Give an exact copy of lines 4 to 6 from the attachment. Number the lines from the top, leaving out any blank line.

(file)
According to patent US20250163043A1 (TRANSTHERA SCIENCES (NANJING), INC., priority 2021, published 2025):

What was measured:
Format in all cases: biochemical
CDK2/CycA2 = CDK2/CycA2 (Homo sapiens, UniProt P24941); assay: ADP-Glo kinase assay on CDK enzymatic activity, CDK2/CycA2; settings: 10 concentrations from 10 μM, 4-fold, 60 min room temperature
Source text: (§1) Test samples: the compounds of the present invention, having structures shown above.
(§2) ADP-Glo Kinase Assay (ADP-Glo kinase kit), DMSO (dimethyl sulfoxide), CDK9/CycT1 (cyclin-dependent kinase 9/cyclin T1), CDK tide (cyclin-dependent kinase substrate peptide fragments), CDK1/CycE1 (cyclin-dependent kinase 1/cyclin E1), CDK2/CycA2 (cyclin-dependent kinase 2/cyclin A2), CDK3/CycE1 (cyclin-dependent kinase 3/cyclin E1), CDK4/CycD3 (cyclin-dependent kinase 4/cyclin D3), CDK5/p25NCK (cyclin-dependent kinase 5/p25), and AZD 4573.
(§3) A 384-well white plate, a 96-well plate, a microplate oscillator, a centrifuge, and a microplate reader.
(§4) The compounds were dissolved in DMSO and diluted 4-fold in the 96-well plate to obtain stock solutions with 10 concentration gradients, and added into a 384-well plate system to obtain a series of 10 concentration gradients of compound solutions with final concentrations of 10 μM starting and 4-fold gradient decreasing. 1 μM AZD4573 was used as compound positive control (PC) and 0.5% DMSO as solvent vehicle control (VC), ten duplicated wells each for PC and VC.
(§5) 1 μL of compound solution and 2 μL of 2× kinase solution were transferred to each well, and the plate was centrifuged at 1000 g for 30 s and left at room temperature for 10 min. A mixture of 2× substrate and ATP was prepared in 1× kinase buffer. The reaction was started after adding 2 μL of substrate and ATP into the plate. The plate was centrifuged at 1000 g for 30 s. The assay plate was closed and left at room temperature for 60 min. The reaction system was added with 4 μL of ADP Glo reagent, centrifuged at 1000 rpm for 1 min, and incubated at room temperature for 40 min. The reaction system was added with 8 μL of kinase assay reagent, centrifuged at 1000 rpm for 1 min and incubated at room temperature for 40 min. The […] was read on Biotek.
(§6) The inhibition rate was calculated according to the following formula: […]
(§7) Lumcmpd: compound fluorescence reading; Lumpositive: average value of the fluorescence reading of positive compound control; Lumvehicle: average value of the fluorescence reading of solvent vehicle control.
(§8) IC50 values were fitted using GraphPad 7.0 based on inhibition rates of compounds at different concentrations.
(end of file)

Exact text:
CDK2/CycA2 = CDK2/CycA2 (Homo sapiens, UniProt P24941); assay: ADP-Glo kinase assay on CDK enzymatic activity, CDK2/CycA2; settings: 10 concentrations from 10 μM, 4-fold, 60 min room temperature
Source text: (§1) Test samples: the compounds of the present invention, having structures shown above.
(§2) ADP-Glo Kinase Assay (ADP-Glo kinase kit), DMSO (dimethyl sulfoxide), CDK9/CycT1 (cyclin-dependent kinase 9/cyclin T1), CDK tide (cyclin-dependent kinase substrate peptide fragments), CDK1/CycE1 (cyclin-dependent kinase 1/cyclin E1), CDK2/CycA2 (cyclin-dependent kinase 2/cyclin A2), CDK3/CycE1 (cyclin-dependent kinase 3/cyclin E1), CDK4/CycD3 (cyclin-dependent kinase 4/cyclin D3), CDK5/p25NCK (cyclin-dependent kinase 5/p25), and AZD 4573.